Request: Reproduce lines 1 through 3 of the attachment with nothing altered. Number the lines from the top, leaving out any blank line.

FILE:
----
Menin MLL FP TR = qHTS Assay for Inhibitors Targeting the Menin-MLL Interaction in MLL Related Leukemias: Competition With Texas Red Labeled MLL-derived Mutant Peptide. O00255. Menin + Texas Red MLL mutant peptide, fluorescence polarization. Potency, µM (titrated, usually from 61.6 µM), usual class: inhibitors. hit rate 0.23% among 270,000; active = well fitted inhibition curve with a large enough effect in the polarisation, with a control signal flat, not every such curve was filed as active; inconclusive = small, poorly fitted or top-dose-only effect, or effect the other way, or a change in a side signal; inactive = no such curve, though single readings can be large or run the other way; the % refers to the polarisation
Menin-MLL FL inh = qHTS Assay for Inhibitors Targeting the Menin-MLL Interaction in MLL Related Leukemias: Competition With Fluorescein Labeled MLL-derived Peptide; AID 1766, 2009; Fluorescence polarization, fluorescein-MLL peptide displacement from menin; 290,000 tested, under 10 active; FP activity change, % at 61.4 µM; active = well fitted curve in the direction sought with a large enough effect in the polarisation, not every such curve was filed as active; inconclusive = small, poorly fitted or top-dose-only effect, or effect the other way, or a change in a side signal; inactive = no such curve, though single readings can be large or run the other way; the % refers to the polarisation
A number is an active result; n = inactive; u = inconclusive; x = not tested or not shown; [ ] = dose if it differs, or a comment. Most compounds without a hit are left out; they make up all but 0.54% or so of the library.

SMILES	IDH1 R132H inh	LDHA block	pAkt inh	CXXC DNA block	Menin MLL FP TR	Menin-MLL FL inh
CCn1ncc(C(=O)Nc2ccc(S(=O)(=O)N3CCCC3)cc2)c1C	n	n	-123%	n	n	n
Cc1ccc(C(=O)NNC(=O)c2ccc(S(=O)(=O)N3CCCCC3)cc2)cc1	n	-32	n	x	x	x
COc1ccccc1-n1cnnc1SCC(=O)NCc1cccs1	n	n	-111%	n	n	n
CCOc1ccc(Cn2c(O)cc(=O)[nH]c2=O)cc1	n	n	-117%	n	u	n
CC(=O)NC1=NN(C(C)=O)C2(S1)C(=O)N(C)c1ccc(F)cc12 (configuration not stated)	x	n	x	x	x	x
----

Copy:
Menin MLL FP TR = qHTS Assay for Inhibitors Targeting the Menin-MLL Interaction in MLL Related Leukemias: Competition With Texas Red Labeled MLL-derived Mutant Peptide. O00255. Menin + Texas Red MLL mutant peptide, fluorescence polarization. Potency, µM (titrated, usually from 61.6 µM), usual class: inhibitors. hit rate 0.23% among 270,000; active = well fitted inhibition curve with a large enough effect in the polarisation, with a control signal flat, not every such curve was filed as active; inconclusive = small, poorly fitted or top-dose-only effect, or effect the other way, or a change in a side signal; inactive = no such curve, though single readings can be large or run the other way; the % refers to the polarisation
Menin-MLL FL inh = qHTS Assay for Inhibitors Targeting the Menin-MLL Interaction in MLL Related Leukemias: Competition With Fluorescein Labeled MLL-derived Peptide; AID 1766, 2009; Fluorescence polarization, fluorescein-MLL peptide displacement from menin; 290,000 tested, under 10 active; FP activity change, % at 61.4 µM; active = well fitted curve in the direction sought with a large enough effect in the polarisation, not every such curve was filed as active; inconclusive = small, poorly fitted or top-dose-only effect, or effect the other way, or a change in a side signal; inactive = no such curve, though single readings can be large or run the other way; the % refers to the polarisation
A number is an active result; n = inactive; u = inconclusive; x = not tested or not shown; [ ] = dose if it differs, or a comment. Most compounds without a hit are left out; they make up all but 0.54% or so of the library.